That whole notion of fail fast really seems to have taken hold in corporate culture
We were doing that way early. It can be applied not just small scale, but large scale as well. You can take very aggressive risks if you’re willing to back out of them.
Was there a single moment when you knew Netflix was destined to be a success?
Even now there’s a healthy dose of paranoia [within Netflix], and there should be. Every time you scale one little hill, you wake up and realize all you did was scale a little hill, and there’s another one ahead of you. That never goes away. However, there was a major turning point quite early, when we transitioned from being a company in search of a repeatable and scalable business model, to one that actually discovered something which customers were actually willing to pay us for. Once we discovered that, we weren’t lurching from idea to idea trying to stay alive – we were onto something. That’s when a company begins to take off.
What are some of the most common mistakes you see would-be entrepreneurs make?
They all make the same mistake, which is that they overthink it. They keep this idea in their head, and make it more and more elaborate, solving all these problems that don’t really exist yet. What they should do is immediately take their idea and test it against the real world. Most of what I do when I work with young entrepreneurs is help them brainstorm ways to test their idea quickly and easily. Most people have great ideas that, once they throw them into the world, they’re going to realize what their flaws are. Get it out of your head and into the real world. I don’t believe in good ideas any more – whatever you tell me is almost certainly not going to be a good idea, but it’s a starting point. I pay almost no attention to the idea: I’m looking at the team [to see] if they have what it takes to keep on trying, to keep testing things, and are they willing to change all their pre-set beliefs as they encounter new information. You’re looking for persistence, creativity, someone who’s in love with the problem, but not necessarily the idea. Someone who has self confidence, but will also listen. It’s a very rare thing.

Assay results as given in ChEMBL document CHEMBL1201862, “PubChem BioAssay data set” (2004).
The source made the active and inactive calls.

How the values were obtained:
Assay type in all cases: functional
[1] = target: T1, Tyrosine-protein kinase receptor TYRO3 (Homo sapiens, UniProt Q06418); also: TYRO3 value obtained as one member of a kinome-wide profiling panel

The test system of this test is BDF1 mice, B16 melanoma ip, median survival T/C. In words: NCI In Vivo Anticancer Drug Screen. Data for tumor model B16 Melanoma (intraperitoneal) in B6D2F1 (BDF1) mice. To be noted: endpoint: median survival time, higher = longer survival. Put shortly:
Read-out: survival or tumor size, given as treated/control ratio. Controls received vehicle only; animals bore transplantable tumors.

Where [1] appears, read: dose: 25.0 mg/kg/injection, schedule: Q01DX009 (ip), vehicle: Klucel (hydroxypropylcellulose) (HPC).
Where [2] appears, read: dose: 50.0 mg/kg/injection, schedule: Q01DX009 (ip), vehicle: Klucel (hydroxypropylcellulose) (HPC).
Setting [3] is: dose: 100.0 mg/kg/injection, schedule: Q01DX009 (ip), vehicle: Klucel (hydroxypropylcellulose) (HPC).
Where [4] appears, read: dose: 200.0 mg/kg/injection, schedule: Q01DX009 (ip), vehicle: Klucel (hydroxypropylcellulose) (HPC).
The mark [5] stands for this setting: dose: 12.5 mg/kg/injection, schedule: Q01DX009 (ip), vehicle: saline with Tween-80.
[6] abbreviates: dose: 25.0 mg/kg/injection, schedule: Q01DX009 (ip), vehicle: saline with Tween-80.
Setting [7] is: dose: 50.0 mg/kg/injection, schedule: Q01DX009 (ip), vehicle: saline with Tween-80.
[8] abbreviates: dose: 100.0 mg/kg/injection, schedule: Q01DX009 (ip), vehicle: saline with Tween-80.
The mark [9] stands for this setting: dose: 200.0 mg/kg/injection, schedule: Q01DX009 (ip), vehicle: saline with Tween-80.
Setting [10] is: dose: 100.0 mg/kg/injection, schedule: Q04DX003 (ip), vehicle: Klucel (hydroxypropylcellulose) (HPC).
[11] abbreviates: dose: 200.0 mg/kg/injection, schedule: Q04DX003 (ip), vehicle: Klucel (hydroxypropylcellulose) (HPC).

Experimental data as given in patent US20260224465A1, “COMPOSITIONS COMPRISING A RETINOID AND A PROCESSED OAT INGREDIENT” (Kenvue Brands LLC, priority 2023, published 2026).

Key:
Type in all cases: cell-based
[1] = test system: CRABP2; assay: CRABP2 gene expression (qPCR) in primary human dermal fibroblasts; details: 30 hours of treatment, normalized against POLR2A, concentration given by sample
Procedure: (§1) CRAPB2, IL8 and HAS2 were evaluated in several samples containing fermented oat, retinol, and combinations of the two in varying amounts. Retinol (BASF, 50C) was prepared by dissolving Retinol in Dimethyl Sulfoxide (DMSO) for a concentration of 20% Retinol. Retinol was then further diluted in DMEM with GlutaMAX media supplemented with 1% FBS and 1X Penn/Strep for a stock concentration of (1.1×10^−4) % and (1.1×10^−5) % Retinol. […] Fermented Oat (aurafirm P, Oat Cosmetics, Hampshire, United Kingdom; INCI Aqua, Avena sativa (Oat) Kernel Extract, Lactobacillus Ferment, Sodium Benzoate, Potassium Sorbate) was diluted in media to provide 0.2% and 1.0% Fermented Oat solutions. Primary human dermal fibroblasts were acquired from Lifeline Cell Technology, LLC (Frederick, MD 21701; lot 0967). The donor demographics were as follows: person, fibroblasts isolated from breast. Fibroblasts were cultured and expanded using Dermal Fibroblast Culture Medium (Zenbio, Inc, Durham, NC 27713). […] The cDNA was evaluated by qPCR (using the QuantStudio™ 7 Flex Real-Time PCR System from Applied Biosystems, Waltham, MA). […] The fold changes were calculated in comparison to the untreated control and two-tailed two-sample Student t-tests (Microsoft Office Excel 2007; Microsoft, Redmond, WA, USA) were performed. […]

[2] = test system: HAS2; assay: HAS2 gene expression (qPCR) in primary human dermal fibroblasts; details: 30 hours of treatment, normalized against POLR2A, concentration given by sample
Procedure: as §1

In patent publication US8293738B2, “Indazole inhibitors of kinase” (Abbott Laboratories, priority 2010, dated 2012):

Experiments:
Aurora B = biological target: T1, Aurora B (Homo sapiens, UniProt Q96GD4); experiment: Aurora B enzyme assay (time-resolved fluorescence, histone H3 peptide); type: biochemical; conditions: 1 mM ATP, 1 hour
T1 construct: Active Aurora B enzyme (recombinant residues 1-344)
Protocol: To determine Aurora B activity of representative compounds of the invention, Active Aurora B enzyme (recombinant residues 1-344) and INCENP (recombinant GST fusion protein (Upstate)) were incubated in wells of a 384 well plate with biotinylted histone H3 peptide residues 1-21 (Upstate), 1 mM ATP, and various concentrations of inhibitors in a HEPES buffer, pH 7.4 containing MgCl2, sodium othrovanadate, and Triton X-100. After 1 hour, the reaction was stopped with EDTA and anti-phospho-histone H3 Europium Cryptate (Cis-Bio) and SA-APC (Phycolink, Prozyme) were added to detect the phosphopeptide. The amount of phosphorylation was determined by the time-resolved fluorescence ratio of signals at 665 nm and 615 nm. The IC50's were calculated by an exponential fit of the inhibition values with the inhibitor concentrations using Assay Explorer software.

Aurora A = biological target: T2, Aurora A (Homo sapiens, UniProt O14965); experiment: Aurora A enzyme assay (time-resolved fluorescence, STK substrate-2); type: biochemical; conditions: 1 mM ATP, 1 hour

You’ve talked about disruption coming quickly. What can businesses do to future-proof themselves?
In a nutshell, it is all about the people. What you have to do is build a culture that is responsive to change. Once you’ve had a stable business for years, you do the obvious thing: You say ‘We need to have people to do these systematic things over and over again.’ You become very good at that, but those are the wrong type of people who are able to respond quickly to a changing world. If you want to disrupt-proof yourself, you have to make those changes in your people, your culture and your systems to allow you to respond quickly.
Many businesses remain risk-averse, so how do you encourage that?
The good thing about working [in the start-up space] is that there are still lots of big, fat and lazy companies to go after.
Do you think there’s a specific space that’s next in line to be transformed by technology?
Even I am shocked at the speed with which technology is coming after almost everybody; there’s almost no industry that’s immune to it. All the industries that I thought would have taken a long time, even things like healthcare and financial services, those walls are coming down so quickly. I travel around the world speaking with large and small companies, and I’m always struck by how scared people are, and the wide range of industries that are seeing these threats. It’s coming fast, and greater change is coming even faster.